After I moved to the West Coast from Montana I lost touch with hunting and fishing. Montana was, and is, awash in opportunities for outdoor activities, but I was repulsed by what passes for hunting and fishing in the Golden State: long drives on crowded roads to stand shoulder to shoulder by a stream or lake bank and dodging 4x4s loaded with rifle-gripping drunks as I walked up a ridgeline. I expected I’d be dodging bullets as well, if game appeared.
Of course there was always guided hunting and fishing; after hunting for over 30 years as a solo hunter (sometimes camping with friends) the idea was foreign. Besides, I was forging a profession, furthering a career – and losing touch with the unpaved, undeveloped, un-landscaped world.
I used photography to document natural beauty while on trips, but composing and recording a beautiful image was far, far removed from joining the ecosystem as a predator living (temporarily) in the same drainage as my prey.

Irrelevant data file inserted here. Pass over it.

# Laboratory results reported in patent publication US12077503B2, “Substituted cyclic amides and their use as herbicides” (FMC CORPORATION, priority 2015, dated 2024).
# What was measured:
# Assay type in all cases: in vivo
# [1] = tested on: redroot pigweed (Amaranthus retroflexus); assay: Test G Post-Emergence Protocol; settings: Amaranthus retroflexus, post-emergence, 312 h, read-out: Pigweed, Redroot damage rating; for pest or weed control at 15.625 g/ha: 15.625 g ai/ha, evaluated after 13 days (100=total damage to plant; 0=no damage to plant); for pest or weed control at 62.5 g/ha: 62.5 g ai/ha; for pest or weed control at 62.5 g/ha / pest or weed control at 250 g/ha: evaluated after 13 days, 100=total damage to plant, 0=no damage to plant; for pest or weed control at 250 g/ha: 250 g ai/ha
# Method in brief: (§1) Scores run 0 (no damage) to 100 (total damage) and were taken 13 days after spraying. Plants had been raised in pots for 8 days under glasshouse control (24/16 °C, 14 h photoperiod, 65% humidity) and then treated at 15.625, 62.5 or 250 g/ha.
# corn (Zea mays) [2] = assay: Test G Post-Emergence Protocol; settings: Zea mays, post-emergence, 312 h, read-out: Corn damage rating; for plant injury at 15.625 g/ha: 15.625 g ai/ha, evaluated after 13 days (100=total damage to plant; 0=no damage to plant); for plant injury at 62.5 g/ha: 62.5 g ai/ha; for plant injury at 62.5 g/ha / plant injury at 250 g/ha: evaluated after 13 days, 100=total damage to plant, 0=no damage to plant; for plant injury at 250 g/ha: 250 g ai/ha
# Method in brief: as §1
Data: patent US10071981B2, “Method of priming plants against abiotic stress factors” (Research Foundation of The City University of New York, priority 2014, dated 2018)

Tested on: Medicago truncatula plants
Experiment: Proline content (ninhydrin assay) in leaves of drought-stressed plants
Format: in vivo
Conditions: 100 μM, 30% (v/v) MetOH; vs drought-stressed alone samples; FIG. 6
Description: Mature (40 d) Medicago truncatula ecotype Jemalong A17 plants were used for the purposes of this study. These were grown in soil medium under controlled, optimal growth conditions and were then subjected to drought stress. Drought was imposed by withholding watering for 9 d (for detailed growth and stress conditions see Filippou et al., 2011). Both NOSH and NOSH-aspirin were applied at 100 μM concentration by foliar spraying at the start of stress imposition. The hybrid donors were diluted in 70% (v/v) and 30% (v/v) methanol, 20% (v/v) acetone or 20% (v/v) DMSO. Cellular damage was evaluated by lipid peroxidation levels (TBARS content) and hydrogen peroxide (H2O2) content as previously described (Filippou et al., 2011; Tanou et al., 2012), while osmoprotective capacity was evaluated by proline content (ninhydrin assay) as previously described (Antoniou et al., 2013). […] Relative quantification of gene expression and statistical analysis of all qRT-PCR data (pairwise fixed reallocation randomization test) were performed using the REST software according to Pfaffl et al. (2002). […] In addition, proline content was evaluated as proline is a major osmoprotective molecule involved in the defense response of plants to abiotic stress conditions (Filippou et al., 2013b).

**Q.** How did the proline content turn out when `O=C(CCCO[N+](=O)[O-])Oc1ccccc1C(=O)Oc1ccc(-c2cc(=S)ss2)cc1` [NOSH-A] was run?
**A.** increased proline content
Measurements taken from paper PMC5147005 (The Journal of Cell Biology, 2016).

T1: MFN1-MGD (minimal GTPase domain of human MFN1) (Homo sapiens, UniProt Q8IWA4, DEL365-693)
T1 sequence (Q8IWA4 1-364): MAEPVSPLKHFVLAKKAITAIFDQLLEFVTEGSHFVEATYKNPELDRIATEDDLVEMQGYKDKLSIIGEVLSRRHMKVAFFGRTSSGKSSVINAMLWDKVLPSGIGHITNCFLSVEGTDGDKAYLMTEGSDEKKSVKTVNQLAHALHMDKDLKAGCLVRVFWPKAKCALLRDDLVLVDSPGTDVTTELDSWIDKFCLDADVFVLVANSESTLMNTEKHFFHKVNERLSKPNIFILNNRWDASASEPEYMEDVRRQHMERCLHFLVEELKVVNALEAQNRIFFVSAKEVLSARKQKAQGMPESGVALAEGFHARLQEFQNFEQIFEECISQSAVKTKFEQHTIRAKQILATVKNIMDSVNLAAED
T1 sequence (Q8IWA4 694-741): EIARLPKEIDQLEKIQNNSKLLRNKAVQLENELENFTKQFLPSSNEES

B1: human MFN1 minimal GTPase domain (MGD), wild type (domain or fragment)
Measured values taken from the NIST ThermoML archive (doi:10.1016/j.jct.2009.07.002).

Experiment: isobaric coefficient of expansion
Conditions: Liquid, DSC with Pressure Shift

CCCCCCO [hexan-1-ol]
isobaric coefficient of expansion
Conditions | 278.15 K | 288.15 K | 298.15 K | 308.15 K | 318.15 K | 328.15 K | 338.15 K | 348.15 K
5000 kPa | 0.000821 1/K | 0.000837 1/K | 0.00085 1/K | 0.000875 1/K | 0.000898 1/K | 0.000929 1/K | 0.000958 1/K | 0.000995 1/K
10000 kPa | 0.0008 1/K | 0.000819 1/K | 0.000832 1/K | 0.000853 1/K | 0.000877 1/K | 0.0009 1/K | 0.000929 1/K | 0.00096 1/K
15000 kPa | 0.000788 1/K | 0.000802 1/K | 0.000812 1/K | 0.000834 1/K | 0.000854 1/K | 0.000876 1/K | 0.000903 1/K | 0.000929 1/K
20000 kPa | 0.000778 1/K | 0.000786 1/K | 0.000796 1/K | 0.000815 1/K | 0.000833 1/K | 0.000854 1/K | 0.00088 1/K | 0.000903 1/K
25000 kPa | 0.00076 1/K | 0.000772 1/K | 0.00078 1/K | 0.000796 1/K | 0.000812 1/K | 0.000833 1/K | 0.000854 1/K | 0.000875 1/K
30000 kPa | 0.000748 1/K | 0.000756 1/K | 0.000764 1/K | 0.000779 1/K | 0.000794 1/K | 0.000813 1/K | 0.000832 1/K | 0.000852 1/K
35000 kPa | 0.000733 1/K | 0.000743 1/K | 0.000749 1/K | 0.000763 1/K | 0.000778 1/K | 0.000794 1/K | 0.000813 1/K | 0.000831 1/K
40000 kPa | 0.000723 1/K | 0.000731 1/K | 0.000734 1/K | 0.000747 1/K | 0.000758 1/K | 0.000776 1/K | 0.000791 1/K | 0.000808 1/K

I moved to crowded and developed Orange County (California) but fortunately settled near a relatively-unspoiled park where I gradually renewed my acquaintance with fields, weeds, and critters. My neighbor, it turns out, was a safari and guided hunt expert, with many of both to his credit. The park and the neighbor’s stories rekindled my interest in hunting and fishing.
“It ain’t the same world out there” would describe my initial reaction to dipping my toe into the 21st Century hunting and fishing world. New rifles, pistols, fishing rods, reels, bait, technique . . . optics, rangefinders, fish finders, GPS, wind speed gauges and even an optical/electronic/computer device that could guarantee long range accuracy.
Catching up – and booking a couple of trips to get back in touch with the real natural world has been fun and an ongoing education. This blog is designed to share some of what I’m learning about the new outdoor recreation milieu. I hope you enjoy learning from my mistakes and will personally forge or improve your own outdoor sports life.